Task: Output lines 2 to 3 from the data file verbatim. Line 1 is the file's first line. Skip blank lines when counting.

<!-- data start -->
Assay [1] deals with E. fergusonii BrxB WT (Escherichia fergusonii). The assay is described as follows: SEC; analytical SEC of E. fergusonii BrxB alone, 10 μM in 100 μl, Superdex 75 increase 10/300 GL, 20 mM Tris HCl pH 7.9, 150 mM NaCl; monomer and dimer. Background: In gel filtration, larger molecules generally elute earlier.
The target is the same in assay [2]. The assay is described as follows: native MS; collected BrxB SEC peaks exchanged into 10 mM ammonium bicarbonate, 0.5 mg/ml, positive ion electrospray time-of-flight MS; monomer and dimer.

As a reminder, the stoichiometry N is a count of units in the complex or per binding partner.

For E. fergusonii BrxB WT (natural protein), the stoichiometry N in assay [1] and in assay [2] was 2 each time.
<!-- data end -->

The target is the same in assay [2]. The assay is described as follows: native MS; collected BrxB SEC peaks exchanged into 10 mM ammonium bicarbonate, 0.5 mg/ml, positive ion electrospray time-of-flight MS; monomer and dimer.

As a reminder, the stoichiometry N is a count of units in the complex or per binding partner.